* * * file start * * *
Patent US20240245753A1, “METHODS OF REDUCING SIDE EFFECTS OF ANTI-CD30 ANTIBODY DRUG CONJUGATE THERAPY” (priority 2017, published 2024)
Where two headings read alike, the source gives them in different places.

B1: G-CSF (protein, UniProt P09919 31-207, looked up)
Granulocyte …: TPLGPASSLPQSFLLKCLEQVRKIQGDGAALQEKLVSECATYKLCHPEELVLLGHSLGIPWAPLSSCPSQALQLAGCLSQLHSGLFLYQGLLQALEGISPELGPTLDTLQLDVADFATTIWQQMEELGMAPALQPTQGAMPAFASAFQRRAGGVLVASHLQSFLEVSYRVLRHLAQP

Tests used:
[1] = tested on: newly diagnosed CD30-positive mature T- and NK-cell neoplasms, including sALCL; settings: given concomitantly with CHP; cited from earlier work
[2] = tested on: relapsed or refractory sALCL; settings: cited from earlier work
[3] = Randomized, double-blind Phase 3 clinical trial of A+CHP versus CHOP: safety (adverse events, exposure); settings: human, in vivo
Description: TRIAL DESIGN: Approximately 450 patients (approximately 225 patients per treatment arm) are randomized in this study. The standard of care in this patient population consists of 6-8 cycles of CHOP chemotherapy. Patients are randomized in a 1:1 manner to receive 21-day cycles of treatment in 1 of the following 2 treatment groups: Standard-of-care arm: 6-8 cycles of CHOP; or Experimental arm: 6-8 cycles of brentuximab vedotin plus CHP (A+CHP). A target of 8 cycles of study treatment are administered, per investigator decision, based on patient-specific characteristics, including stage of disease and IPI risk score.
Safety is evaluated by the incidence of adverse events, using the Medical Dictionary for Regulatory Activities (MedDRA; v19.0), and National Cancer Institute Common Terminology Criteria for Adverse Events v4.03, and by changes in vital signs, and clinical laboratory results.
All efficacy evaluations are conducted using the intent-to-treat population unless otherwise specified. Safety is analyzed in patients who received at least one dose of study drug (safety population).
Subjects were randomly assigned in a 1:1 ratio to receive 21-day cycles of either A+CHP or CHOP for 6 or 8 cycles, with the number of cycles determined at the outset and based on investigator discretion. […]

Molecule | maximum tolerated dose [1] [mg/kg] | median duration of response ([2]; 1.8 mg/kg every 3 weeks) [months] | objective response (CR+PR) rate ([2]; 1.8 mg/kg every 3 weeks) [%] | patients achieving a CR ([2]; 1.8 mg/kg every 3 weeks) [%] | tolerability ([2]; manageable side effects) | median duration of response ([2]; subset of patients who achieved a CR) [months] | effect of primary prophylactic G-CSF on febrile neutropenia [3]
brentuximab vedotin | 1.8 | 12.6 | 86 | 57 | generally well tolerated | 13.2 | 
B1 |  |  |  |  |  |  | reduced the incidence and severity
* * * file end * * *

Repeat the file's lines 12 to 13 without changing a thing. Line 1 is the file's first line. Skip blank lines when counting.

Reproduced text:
Subjects were randomly assigned in a 1:1 ratio to receive 21-day cycles of either A+CHP or CHOP for 6 or 8 cycles, with the number of cycles determined at the outset and based on investigator discretion. […]

Molecule | maximum tolerated dose [1] [mg/kg] | median duration of response ([2]; 1.8 mg/kg every 3 weeks) [months] | objective response (CR+PR) rate ([2]; 1.8 mg/kg every 3 weeks) [%] | patients achieving a CR ([2]; 1.8 mg/kg every 3 weeks) [%] | tolerability ([2]; manageable side effects) | median duration of response ([2]; subset of patients who achieved a CR) [months] | effect of primary prophylactic G-CSF on febrile neutropenia [3]